MAX REGER'S FINAL CHORAL/ORCHESTRAL WORK: A STUDY OF OPUS 144 AS CULMINATION WITHIN CONTINUITY
As their composer's final completed works for chorus and orchestra, Der Einsiedler and Requiem, op. 144a & b, demonstrate Max Reger's mature ability when setting poems of recognized literary merit. These powerful single-movement works from 1915 defy many stereotypes associated with their composer. They manifest a lyrical beauty, a dramatic compactness, and an economy of musical means. The central theme of both is mortality and death. Chapter 1 of this study provides biographical material on Reger gleaned from current and historical materials published largely in German. Chapters 2 and 3 contain analyses of the poems by Joseph von Eichendorf and Christian Friedrich Hebbel set in op. 144a & b and an identification and analysis of the harmonic, melodic, textual, structural and timbral properties of Reger's response to them in the Zwei Gesänge für gemischten Chor mit Orchester, op. 144. The finding is that his careful control of compositional parameters in these works results in a powerful distillation of lifelong compositional habits. In these challenging works, his mastery of impulse, technique, and material is apparent. Op. 144 constitutes both a continuation of Reger's choral/orchestral style in earlier works and, by dint of the composer's death as a mid-aged man, the culmination of it. A consideration of those earlier works in Chapter 4 finds that, though no stylistic linear development is clearly discernable from one choral/orchestral work to the next, there exist clear similarities in approach and style between all Reger's works in this genre, indicating at the very least a consistency of creative impulse and stylistic inclination.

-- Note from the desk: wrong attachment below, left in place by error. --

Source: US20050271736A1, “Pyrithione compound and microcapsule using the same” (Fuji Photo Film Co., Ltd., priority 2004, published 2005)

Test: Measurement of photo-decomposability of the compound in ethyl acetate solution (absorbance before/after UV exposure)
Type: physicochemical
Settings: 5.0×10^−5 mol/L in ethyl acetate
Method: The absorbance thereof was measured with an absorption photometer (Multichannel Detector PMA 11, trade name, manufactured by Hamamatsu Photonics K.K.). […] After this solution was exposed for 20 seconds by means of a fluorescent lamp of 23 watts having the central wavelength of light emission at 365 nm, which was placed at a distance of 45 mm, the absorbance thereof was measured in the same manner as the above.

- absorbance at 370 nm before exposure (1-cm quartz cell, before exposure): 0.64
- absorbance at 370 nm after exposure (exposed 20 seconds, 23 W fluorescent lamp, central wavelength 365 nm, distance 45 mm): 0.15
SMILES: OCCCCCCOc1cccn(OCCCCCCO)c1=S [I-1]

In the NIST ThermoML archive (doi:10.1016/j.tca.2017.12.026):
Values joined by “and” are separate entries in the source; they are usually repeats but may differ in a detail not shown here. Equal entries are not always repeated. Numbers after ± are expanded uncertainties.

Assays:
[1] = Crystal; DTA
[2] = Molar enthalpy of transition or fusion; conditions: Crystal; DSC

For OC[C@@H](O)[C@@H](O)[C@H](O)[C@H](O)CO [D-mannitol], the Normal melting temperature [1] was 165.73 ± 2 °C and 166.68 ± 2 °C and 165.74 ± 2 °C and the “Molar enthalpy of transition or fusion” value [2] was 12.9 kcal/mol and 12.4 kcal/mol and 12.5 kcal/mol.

School:University of Cincinnati
School Location:USA - Ohio
Source Type:Master's Thesis
Keywords:max reger der einsiedler hebbel requiem requiems
Date of Publication:01/01/2002